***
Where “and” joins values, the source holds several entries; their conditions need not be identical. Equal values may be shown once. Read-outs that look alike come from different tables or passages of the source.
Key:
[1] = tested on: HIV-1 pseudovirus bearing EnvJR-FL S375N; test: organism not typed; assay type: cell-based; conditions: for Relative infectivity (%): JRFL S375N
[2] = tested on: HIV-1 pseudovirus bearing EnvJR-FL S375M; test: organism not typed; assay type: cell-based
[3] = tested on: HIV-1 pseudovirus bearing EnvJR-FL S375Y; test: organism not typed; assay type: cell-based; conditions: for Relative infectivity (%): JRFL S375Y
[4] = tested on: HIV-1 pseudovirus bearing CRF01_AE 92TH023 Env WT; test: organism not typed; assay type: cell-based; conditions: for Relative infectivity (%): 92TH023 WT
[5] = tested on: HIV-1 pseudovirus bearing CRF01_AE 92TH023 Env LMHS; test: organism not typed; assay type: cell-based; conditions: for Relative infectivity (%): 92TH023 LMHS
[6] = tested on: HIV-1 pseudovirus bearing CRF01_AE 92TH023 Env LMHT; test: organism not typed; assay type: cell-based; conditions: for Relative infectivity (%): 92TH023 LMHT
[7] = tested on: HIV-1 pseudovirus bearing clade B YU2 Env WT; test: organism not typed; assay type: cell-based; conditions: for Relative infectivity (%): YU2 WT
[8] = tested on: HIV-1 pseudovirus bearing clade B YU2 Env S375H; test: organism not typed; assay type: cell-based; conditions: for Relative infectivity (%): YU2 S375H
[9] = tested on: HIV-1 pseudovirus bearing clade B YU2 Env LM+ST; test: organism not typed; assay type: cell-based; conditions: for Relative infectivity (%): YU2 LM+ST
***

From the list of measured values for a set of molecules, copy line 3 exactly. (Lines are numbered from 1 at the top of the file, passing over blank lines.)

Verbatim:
[1] = tested on: HIV-1 pseudovirus bearing EnvJR-FL S375N; test: organism not typed; assay type: cell-based; conditions: for Relative infectivity (%): JRFL S375N